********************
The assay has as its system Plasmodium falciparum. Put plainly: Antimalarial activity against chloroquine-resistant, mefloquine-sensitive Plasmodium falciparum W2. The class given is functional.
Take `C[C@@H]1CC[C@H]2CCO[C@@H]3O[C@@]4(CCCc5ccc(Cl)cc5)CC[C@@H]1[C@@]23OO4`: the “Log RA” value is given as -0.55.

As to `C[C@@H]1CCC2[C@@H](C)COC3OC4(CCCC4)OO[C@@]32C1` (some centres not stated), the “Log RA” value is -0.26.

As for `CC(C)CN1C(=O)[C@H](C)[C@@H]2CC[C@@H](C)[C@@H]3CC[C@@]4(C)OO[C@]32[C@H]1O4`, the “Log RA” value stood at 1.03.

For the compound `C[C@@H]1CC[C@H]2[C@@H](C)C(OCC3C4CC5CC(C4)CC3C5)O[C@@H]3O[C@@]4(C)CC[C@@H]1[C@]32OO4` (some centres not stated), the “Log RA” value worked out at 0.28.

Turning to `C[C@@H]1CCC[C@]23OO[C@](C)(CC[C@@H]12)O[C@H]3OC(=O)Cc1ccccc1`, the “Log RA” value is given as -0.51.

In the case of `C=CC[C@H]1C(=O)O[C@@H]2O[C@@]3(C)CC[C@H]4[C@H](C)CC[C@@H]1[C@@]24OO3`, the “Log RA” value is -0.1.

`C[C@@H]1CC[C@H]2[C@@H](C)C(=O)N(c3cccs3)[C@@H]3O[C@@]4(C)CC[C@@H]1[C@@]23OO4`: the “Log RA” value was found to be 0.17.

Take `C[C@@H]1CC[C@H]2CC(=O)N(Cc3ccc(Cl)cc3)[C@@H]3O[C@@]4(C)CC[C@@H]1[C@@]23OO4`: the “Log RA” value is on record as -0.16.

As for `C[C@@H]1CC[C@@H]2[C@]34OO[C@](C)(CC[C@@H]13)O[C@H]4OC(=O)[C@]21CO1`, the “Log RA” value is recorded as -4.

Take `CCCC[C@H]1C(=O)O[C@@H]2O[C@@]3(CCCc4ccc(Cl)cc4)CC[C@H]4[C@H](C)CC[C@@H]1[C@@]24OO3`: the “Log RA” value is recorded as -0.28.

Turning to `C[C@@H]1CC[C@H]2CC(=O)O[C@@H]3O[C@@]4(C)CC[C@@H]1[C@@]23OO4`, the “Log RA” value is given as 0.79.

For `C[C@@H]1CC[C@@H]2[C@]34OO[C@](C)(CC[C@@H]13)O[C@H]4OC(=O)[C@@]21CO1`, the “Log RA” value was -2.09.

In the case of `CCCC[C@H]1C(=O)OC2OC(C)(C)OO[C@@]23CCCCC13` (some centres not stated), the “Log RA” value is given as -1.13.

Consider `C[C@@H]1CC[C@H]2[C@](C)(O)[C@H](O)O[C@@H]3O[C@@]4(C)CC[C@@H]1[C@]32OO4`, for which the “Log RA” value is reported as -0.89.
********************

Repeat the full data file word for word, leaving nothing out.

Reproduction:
The assay has as its system Plasmodium falciparum. Put plainly: Antimalarial activity against chloroquine-resistant, mefloquine-sensitive Plasmodium falciparum W2. The class given is functional.
Take `C[C@@H]1CC[C@H]2CCO[C@@H]3O[C@@]4(CCCc5ccc(Cl)cc5)CC[C@@H]1[C@@]23OO4`: the “Log RA” value is given as -0.55.

As to `C[C@@H]1CCC2[C@@H](C)COC3OC4(CCCC4)OO[C@@]32C1` (some centres not stated), the “Log RA” value is -0.26.

As for `CC(C)CN1C(=O)[C@H](C)[C@@H]2CC[C@@H](C)[C@@H]3CC[C@@]4(C)OO[C@]32[C@H]1O4`, the “Log RA” value stood at 1.03.

For the compound `C[C@@H]1CC[C@H]2[C@@H](C)C(OCC3C4CC5CC(C4)CC3C5)O[C@@H]3O[C@@]4(C)CC[C@@H]1[C@]32OO4` (some centres not stated), the “Log RA” value worked out at 0.28.

Turning to `C[C@@H]1CCC[C@]23OO[C@](C)(CC[C@@H]12)O[C@H]3OC(=O)Cc1ccccc1`, the “Log RA” value is given as -0.51.

In the case of `C=CC[C@H]1C(=O)O[C@@H]2O[C@@]3(C)CC[C@H]4[C@H](C)CC[C@@H]1[C@@]24OO3`, the “Log RA” value is -0.1.

`C[C@@H]1CC[C@H]2[C@@H](C)C(=O)N(c3cccs3)[C@@H]3O[C@@]4(C)CC[C@@H]1[C@@]23OO4`: the “Log RA” value was found to be 0.17.

Take `C[C@@H]1CC[C@H]2CC(=O)N(Cc3ccc(Cl)cc3)[C@@H]3O[C@@]4(C)CC[C@@H]1[C@@]23OO4`: the “Log RA” value is on record as -0.16.

As for `C[C@@H]1CC[C@@H]2[C@]34OO[C@](C)(CC[C@@H]13)O[C@H]4OC(=O)[C@]21CO1`, the “Log RA” value is recorded as -4.

Take `CCCC[C@H]1C(=O)O[C@@H]2O[C@@]3(CCCc4ccc(Cl)cc4)CC[C@H]4[C@H](C)CC[C@@H]1[C@@]24OO3`: the “Log RA” value is recorded as -0.28.

Turning to `C[C@@H]1CC[C@H]2CC(=O)O[C@@H]3O[C@@]4(C)CC[C@@H]1[C@@]23OO4`, the “Log RA” value is given as 0.79.

For `C[C@@H]1CC[C@@H]2[C@]34OO[C@](C)(CC[C@@H]13)O[C@H]4OC(=O)[C@@]21CO1`, the “Log RA” value was -2.09.

In the case of `CCCC[C@H]1C(=O)OC2OC(C)(C)OO[C@@]23CCCCC13` (some centres not stated), the “Log RA” value is given as -1.13.

Consider `C[C@@H]1CC[C@H]2[C@](C)(O)[C@H](O)O[C@@H]3O[C@@]4(C)CC[C@@H]1[C@]32OO4`, for which the “Log RA” value is reported as -0.89.